Ohio Man Sentenced For Posing as Ghanaian Prince to Defraud People


Last Wednesday, an Ohio man was sentenced to 20 years in jail for impersonating a Ghanaian prince and defrauding at least 14 individuals out of almost $800,000. According to CNN, Daryl Robert Harrison was sentenced to jail after a federal jury convicted him guilty of mail and wire fraud, conspiracy to commit mail and wire fraud, and witness tampering in September.

Harrison is said to have used the aliases “Prince Daryl R. Attipoe” and “Prophet Daryl R. Attipoe.” He is accused of defrauding his victims for many years. In a statement issued after his September conviction, the Department of Justice stated that Harrison and his stepfather claimed to be ministers with Power House of Prayer Ministries, an organization that “sponsored religious services in various church facilities and private residences throughout the Greater Dayton area, Southwestern Ohio area, and Parker, Colorado.”

Harrison was accused of pretending to be a Ghanaian prince. According to the DOJ, he allegedly persuaded his victims to invest in fictitious African trucking and mining enterprises by pretending to have direct contact with those entities. According to the statement, the guilty guy reportedly informed his investor victims that they might get a 28 to 33 percent return on their investment.

Shortly after investments were deposited, the DOJ said that Harrison “routinely withdrew thousands of dollars in cash from the Ministries bank accounts.” The convicted man and his stepfather allegedly used those funds to “rent a house in Colorado, purchase luxury vehicles, airplane tickets, hotel accommodations, and rental cars.”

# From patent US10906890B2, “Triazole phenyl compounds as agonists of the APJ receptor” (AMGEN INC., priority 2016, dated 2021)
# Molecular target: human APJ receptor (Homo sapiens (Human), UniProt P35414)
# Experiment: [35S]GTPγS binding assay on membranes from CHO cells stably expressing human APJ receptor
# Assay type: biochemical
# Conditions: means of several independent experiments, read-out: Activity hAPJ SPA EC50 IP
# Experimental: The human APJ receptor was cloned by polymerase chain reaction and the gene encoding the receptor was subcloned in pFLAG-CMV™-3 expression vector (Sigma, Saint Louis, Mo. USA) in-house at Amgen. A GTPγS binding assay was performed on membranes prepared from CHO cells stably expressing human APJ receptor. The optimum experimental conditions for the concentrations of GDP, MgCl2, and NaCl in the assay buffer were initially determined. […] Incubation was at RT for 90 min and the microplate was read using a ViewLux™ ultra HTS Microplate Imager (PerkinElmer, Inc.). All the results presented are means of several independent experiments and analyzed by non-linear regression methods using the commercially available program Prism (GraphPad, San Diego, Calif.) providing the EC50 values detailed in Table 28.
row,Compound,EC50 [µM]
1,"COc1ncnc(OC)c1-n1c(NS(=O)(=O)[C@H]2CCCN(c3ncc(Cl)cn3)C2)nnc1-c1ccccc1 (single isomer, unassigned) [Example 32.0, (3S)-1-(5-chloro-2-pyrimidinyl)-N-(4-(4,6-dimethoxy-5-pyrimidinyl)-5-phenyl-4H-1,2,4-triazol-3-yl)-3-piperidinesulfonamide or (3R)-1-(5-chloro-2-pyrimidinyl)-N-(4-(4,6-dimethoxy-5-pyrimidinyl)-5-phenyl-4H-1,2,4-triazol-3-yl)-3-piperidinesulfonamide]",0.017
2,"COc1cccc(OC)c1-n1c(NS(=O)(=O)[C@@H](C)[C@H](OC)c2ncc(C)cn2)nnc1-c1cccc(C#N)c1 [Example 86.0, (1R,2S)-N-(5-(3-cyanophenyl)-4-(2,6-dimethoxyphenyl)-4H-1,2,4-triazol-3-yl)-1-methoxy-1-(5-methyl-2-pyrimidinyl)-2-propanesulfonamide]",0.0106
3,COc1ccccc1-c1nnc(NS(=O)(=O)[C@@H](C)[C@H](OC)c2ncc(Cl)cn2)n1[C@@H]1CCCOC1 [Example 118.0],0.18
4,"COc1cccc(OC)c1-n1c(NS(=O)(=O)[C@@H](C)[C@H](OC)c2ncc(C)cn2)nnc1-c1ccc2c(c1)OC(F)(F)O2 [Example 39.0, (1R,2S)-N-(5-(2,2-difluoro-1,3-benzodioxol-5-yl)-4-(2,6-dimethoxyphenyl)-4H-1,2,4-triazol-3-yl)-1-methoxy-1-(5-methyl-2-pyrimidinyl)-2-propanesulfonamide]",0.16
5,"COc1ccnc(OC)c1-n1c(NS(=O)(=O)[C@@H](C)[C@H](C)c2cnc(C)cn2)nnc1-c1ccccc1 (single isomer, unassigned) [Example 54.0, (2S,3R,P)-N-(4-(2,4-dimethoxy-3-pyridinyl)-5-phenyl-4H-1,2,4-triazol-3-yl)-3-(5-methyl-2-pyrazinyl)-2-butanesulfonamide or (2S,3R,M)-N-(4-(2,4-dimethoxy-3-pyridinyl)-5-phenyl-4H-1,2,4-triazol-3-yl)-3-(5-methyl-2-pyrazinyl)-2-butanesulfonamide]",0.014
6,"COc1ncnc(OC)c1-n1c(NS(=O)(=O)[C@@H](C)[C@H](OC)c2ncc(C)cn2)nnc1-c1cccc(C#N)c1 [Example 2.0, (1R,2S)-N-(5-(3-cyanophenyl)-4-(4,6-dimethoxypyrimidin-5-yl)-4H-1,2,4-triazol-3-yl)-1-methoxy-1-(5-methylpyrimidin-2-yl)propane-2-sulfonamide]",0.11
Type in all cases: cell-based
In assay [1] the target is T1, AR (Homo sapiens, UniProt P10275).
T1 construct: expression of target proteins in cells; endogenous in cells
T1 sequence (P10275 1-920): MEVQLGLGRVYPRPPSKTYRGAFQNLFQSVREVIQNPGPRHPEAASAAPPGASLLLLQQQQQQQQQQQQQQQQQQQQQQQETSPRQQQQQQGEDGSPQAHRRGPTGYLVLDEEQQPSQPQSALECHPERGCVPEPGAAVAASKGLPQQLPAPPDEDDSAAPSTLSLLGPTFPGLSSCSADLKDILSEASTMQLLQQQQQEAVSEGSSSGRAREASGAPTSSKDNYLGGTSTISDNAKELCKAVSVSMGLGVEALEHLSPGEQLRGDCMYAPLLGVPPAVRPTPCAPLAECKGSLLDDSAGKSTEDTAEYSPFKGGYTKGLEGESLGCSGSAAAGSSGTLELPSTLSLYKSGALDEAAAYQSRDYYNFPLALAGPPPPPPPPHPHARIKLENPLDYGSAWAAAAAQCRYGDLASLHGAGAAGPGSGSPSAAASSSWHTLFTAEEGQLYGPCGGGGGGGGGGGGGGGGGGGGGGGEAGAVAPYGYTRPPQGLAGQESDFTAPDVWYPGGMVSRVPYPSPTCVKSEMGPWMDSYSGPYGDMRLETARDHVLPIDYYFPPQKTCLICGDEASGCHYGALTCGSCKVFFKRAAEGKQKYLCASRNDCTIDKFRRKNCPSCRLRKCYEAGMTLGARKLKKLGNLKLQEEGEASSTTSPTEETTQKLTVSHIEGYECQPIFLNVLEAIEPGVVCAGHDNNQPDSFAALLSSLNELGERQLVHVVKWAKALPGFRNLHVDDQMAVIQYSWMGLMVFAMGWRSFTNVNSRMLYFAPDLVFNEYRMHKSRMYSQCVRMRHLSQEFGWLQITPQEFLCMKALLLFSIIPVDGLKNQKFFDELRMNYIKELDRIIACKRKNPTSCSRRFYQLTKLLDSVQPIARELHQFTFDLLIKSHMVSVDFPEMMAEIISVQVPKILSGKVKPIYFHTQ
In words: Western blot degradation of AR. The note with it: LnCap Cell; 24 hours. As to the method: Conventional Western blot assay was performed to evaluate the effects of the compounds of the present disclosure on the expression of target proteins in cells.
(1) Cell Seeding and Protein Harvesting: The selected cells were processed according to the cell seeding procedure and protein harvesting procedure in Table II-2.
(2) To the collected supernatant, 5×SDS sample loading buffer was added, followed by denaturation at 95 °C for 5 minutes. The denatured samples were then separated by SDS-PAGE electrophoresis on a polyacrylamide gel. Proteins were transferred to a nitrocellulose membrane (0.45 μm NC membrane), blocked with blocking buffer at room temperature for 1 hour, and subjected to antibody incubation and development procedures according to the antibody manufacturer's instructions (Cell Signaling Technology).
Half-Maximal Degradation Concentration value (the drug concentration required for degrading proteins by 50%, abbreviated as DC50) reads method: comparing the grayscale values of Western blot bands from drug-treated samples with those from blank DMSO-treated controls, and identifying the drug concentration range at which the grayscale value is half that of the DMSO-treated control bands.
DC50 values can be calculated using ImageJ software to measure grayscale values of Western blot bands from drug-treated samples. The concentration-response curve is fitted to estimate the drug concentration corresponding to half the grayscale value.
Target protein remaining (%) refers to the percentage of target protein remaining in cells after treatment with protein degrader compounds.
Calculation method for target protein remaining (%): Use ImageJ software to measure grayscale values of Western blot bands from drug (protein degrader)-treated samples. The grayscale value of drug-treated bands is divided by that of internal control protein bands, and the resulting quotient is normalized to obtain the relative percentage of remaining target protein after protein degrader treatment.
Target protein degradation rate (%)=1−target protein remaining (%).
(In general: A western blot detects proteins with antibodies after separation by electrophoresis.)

Federal prosecutors claimed in the 2020 indictment that Harrison and his stepfather intended to “unjustly enrich themselves and PHOP by soliciting monies from investors using false and fraudulent pretenses, representations, and promises, and converting those monies for defendants’ personal benefit and the benefit of PHOP without the knowledge or authorization of the investors,” CNN reported.

Prosecutors claimed that after receiving the victims’ investment funds, Harrison “failed to provide investors with interest payments, consistently terminated all relations with investors, rejected individual investor enquiries and demands for the return of investment dollars.”

Prosecutors sought a 14-year jail sentence for Harrison, but District Judge Michael J. Newman sentenced him to the maximum 20-year penalty allowed by law, according to CNN. “Each of the Defendant’s fraud charges were committed coldly, calculatedly, and premeditatedly,” prosecutors wrote in court records.

Prosecutors also described the convicted man as a “extremely self-centered, self-possessed sociopath who has no respect for societal rules or norms, and further lacks any empathy or sympathy for his victims,” who “threatened and intimidated his victims in order to establish and maintain control over them.”

Harrison had attempted to persuade the judge to reduce his sentence by presenting letters of support from family members and parishioners. His defense attorney also stated that Harrison’s wife was battling stage IV cancer and was caring for their six children.

Harrison’s stepfather, Robert Shelly Harrison, Jr., was also charged with fraud. He will also be sentenced this month after pleading guilty to a felony charge in December.

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